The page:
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Breishit 5763

By: Rav David Milston

Email Shiur – Parshat Bereishit - Rav Milston

 The days immediately following Shemini Atzeret / Simchat Torah, often seem to be much of an anti-climax. Having spent the month of Ellul, preparing oneself for the Yamim Noraim, followed by the intensive Asseret Yemai Teshuva, and simcha filled Sukkot, we suddenly find ourselves not just at the start of the seasonal winter, but also seemingly at the start of a spiritual winter.

 Yet, with a little perspective, we can see our current predicament from a totally different viewpoint.

 The first three weeks of Tishrei are essentially part of a joint program in preparation for the forthcoming year. We start by establishing our principles of faith, by accepting G-d as the King of Kings. Having done so we begin the delicate and difficult process of self-analysis. The days leading up to and climatically including Yom Hakipurim, are days of review. These are days where we remove ourselves from our bad deeds, where we accept our mistakes, where we objectively criticize ourselves, with the clear aim for improvement.

 We end our days of Awe with the sincere proclamation that “G-d is the L-rd”. The past is the past, but from henceforth we have every intention to better our ways, refine our lives, and surge forward.

 However, our period of preparation for the coming year is only partly over. Having separated ourselves from our bad deeds  - “Sur Meirah”, we consolidate our preparations with a period of total immersion in Mitzvot, in positive spirituality – “Aseih Tov”.

 By the time that we have reached Isru chag, we have confirmed our honest intent of the days of Awe, by actual deeds, by a week of spiritual action – even whilst we slept in our sukkot we were doing mitzvot.

 This week we find ourselves as new people. The greeting of Shana Tova is never more relevant than this week. It is specifically this week that we approach the New Year. Contrary to the often-felt anti-climax, we begin our new year with all of the spiritual elevation that we have gained over the past month. To my mind nothing can be more indicative of this message than Simchat Torah. It is surely of no coincidence that our Rabbis fixed Simchat Torah at the end of our Tishrei celebrations. For me the message is clear:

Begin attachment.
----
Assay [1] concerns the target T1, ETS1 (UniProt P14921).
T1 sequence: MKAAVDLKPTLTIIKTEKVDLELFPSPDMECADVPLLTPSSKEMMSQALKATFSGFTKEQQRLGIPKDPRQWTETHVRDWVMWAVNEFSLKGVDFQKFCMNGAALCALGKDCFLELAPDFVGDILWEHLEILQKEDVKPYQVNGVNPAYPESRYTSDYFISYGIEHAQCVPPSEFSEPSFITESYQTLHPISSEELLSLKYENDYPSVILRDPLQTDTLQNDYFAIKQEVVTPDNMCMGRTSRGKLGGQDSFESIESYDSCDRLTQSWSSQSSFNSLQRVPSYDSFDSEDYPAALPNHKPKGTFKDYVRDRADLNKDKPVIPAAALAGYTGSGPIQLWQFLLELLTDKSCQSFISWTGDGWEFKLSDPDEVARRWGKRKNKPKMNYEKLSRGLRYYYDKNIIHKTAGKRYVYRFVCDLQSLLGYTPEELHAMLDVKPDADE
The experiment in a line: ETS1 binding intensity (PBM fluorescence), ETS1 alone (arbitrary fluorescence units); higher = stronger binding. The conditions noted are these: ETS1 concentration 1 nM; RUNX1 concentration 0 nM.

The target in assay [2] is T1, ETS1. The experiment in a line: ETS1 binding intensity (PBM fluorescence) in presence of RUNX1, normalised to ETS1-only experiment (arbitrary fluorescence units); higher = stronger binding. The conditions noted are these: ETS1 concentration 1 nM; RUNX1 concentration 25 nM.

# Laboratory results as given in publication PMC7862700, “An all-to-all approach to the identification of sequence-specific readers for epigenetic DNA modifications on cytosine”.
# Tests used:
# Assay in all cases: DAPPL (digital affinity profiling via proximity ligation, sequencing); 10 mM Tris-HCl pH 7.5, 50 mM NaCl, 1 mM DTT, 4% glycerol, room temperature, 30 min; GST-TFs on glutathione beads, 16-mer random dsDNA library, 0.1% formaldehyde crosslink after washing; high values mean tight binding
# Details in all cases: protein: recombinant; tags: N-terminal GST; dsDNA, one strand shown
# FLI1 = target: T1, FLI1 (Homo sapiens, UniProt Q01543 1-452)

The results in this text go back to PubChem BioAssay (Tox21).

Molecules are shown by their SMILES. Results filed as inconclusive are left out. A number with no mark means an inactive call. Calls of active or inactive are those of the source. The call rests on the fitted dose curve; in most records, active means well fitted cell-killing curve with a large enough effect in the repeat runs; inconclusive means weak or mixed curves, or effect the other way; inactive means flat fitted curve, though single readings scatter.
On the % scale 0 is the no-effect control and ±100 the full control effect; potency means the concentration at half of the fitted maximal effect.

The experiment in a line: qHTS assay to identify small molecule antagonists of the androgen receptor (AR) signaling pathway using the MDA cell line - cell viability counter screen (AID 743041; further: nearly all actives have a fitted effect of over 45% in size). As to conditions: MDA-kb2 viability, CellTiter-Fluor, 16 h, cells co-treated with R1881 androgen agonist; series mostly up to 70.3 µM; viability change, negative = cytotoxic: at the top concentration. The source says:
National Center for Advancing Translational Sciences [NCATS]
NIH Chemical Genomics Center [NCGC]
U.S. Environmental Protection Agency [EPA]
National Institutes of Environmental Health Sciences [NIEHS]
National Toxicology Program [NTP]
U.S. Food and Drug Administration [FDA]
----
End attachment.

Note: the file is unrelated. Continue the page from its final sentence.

For the last months we have used every means possible to infuse ourselves with the strength needed to go forward. Yet, we cannot live in the Sukkah for the whole year, the period was indeed meant for preparation, but now we must re-enter the day-to-day routine form of life. It is a routine that cannot involve all of the extra curricula events of the past month, but one thing must go with us as we enter the battlefield of the New Year. One tool must be with us at all times, as we face each and every dilemma, as each challenge is approached we look to the Torah.

 Simchat Torah is the dividing line between the period of preparation and the beginning of the year. The message is clear, you cannot take your Arbah Minim into the frontline, but you must take the Torah with you, wherever you may go, whatever you may be doing.

 It is during the months of the winter that the tree gains its inner strength, we only see the results of that growth in the spring, but the essence of that growth really occurred during the months of the winter. We are now entering a period of “routine”, a period of close to six months until Pessach, until the spring. But this is the period where we can really grow, this is the time when we can take all that we have gained from the previous weeks, and march forward into the New Year. The Torah will accompany us, we will utilize our wonderful gift from Hashem to ensure our growth, and when we reach our next chag, when we reach Pessach, when we reach the spring, we will surely see the fruits of our work.

 We start the New Year with Bereishit. As our Chassidic scholars have beautifully said: “Bereishit Barah Elokim” – G-d created beginnings. We have been given the greatest gift of all – the gift to start the year anew. We start from the very beginning, the past has past, we must learn from our mistakes, but as long as we have done so, they are a thing of the past. Yet in order to fulfill ourselves our goals as human beings in this world must be clearly defined for us.